Joshua Gillin
By Joshua Gillin March 28, 2016

Legislature brings spending up to Scott's desired level

It took a couple of rounds with a combative Legislature, but Gov. Rick Scott has met his stated goal of raising per-pupil education spending — with $2 to spare!

In his second budget proposal after his re-election, Scott asked lawmakers in November 2015 to boost K-12 spending to $7,221 per student, which would have been a historically high amount. Legislators seemed content to increase the budget, although they disagreed over the way to do it and by how much.

Scott wanted most of that increase to come from property taxes through a form of funding called the Required Local Effort. The House and Senate rejected that method, reaching a deal to fund the difference with state general revenue. They kept property tax revenue the same by dropping the millage rate. (You can read more about that in this fact check.)

Scott promised to increase per-pupil spending to $7,176 while running for re-election, but the Legislature stopped short of that goal in 2015.

This year, the Legislature approved a $20.15 billion K-12 budget that broke down to $7,178 per student, reaching the total Scott outlined in his campaign promise. This total may adjust slightly as the Department of Education recalculates actual spending periodically through the year based on needs and enrollment, but Tallahassee has agreed upon the general dollar amount.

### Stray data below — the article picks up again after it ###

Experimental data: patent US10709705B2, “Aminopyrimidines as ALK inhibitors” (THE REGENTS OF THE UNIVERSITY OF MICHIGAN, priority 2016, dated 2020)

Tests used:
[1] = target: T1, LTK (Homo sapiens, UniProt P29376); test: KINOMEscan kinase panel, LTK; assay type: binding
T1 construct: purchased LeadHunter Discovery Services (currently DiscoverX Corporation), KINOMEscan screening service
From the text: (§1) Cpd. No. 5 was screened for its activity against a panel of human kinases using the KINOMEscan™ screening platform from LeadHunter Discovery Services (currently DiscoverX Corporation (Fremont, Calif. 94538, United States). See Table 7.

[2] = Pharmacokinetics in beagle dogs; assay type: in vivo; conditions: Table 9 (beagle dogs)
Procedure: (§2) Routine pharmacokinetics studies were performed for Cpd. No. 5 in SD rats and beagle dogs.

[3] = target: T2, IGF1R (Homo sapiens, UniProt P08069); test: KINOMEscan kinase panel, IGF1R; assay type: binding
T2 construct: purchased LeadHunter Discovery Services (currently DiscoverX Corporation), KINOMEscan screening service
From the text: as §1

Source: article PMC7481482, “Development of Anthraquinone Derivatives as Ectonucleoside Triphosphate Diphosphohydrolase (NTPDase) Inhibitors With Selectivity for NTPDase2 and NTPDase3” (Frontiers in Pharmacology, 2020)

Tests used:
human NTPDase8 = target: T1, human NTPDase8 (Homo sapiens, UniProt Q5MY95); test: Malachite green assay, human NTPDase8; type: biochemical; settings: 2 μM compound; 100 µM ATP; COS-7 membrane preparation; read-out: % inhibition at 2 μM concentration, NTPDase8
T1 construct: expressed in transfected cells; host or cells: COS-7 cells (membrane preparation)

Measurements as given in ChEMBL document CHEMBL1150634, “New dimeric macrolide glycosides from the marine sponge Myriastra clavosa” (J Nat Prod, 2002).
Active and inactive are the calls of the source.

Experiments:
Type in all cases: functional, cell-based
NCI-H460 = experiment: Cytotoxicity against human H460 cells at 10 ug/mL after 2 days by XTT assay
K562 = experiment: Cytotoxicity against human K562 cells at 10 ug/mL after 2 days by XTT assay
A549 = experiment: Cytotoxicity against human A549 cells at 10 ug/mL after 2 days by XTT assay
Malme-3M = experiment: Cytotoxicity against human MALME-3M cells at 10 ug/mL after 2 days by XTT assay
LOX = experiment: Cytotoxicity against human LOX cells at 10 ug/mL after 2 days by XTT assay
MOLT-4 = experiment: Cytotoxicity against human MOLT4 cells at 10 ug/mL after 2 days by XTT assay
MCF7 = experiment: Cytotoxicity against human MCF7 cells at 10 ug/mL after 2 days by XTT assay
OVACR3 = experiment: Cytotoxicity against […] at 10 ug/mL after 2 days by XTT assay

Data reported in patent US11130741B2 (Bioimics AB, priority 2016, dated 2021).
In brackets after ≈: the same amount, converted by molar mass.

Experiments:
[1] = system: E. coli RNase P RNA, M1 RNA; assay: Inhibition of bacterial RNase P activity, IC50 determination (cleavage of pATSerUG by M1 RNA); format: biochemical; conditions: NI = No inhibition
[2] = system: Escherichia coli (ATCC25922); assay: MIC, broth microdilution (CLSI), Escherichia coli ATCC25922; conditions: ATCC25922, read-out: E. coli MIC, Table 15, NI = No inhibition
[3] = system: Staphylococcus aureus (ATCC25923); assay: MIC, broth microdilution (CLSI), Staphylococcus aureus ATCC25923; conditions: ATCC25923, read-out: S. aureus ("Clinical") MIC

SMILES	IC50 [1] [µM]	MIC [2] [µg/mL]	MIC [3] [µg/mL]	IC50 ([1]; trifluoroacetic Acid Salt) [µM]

That's the most ever spent per student by the state of Florida, topping by $50 the previous high of $7,126 set by former Gov. Charlie Crist back in the 2007-2008 fiscal year. Those dollars also aren't going as far as they used to: Adjusting for inflation, per-pupil spending would have to be about $8,150 in 2016 to keep up with Crist's 2007 high.

Education spending has been below that in the intervening years, including a big drop as the state was mired in recession. Scott came into office in 2011 wanting even more cuts than what was passed, but his proposed slashing was tempered by the Legislature.  

Here's a look at education budgets over the last few years to give you an idea of where education spending has been:

Fiscal year (governor)

Total K-12 budget

Per-pupil spending

K-12 enrollment

2007-08 (Crist)

$18.7 billion


2.63 million

2008-09 (Crist)

$17.9 billion


2.62 million

2009-10 (Crist)*

$18 billion


2.63 million

2010-11 (Crist)*

$18.2 billion


2.64 million

2011-12 (Scott)

$16.6 billion


2.67 million

2012-13 (Scott)

$17.2 billion


2.70 million

2013-14 (Scott)

$18.3 billion


2.705 million

2014-15 (Scott)

$18.9 billion


2.74 million

2015-16 (Scott)

$19.7 billion


2.77 million

2016-17 (Scott)

$20.15 billion


2.8 million (projected)

The education budget is included in the appropriations bill the Legislature voted to approve on March 11, 2016. Scott signed the budget into law on March 17.

We consider this a Promise Kept.

Amy Sherman
By Amy Sherman December 28, 2015

Scott's latest budget proposes funding boost